Pruning the healthy branches too low can cause the plant to grow shoots that are bare and woody.
Step 5 – You can shape your rosemary at this point if you are bothered by manicuring your rosemary plant that is. This type of plant is naturally bushy, so it might be hard to shape it anyway but if you want to shape the plant now is your chance.
Older Rosemary Plants
Your rosemary plant might be a little older and look more like a woody shrub. This can mean that your pruning process may look a little different. But, don’t worry we’ve got your back. In this section, we will talk about how you can prune an older rosemary plant.
Step 1 – To properly prune a large rosemary bush with thick woody stems you will need a pair of sharp shears and a pair of loppers, so you can tackle the thick stems at the base of the bush. So, gather your long-handled loppers, pruning shears, and some gardening gloves before you continue.
Step 2 – The first thing you will need to do is lop off the dead branches that are not producing leaves. Just make sure not to cut more than a third of the plants’ branches off as this could kill the plant if you are not careful.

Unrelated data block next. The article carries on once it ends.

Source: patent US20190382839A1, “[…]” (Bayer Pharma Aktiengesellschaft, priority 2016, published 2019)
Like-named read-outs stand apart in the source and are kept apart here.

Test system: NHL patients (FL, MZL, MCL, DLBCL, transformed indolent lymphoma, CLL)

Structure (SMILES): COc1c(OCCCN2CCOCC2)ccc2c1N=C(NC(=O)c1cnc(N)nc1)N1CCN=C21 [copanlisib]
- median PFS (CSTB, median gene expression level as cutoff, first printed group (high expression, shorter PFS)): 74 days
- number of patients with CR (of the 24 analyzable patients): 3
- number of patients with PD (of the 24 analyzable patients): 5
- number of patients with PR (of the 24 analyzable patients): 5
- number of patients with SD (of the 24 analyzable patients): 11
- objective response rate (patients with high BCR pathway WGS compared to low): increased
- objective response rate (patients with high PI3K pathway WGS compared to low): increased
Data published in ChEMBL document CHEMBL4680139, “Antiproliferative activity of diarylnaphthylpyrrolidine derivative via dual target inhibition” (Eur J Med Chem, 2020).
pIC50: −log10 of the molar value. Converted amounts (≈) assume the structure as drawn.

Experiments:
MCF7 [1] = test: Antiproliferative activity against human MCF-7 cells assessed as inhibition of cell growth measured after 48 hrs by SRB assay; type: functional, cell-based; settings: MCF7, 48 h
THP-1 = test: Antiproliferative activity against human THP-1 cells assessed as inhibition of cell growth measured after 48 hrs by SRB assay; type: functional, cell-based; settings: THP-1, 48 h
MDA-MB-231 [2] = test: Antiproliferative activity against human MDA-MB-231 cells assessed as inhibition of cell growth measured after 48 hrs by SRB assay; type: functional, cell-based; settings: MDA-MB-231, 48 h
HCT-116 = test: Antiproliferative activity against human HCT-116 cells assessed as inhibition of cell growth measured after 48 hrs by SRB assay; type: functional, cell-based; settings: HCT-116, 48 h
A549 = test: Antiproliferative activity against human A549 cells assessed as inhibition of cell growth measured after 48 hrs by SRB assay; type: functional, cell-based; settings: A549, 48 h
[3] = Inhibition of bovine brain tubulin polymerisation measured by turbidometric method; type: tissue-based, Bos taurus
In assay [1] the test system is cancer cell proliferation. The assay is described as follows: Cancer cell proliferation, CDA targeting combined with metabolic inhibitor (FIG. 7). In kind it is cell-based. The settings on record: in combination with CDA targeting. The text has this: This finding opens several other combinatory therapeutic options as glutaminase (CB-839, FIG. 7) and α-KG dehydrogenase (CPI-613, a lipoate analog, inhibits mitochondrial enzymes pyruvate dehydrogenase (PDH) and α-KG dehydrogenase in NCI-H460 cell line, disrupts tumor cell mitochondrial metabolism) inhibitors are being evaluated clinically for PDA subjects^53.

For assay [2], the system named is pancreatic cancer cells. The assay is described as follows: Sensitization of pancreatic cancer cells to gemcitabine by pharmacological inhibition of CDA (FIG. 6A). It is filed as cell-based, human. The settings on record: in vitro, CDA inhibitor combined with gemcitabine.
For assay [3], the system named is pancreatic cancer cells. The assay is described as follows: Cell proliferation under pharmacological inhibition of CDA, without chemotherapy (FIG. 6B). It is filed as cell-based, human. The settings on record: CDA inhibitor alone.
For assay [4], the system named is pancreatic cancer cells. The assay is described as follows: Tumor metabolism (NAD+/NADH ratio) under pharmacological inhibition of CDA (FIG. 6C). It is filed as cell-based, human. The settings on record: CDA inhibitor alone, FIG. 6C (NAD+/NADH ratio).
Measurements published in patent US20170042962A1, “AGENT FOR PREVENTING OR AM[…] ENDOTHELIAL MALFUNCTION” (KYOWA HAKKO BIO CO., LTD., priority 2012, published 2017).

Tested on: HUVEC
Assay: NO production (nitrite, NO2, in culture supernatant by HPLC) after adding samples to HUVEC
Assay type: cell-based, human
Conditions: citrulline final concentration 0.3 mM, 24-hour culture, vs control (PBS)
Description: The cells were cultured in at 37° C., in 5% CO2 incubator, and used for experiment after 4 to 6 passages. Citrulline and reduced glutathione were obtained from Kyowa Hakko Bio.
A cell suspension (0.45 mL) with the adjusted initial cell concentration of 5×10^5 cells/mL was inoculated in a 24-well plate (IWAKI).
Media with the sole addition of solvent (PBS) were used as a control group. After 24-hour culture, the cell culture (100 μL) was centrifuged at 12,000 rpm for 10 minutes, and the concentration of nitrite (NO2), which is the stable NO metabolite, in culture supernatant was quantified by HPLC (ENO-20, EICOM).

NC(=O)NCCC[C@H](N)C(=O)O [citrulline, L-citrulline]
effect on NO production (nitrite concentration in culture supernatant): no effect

When you cut off a significant amount of foliage and branches from a large rosemary plant it is called ‘rejuvenation pruning’. It is a very useful practice as it can really save your rosemary bush if they are suffering from disease or harsh weather.
Step 3 – You will need to wait about six to eight weeks before you can continue the pruning process for an older rosemary bush. This is because you now need to wait for branches and leaves to start growing back.
Now you will need to cut back one-third of your offshoots and if you feel the need you can repeat this process again in the next six to eight weeks. By staggering pruning like this, you are making sure that you are not over-pruning and allowing your plant to recover from the dramatic loss.
Just make sure not to cut the next set of branches until your previously sheared section has reached its original size. This is so that the plant does not get smaller and has the chance to reach the size it originally was.